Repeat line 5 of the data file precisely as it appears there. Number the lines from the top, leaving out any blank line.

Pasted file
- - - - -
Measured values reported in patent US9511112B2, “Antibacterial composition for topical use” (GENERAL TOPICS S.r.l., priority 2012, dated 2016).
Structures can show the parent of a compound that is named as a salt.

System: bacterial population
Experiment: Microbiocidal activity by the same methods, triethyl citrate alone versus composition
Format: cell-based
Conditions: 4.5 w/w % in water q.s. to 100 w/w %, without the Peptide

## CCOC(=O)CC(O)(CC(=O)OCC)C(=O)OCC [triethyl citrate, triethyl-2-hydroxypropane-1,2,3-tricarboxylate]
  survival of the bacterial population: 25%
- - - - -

Format: cell-based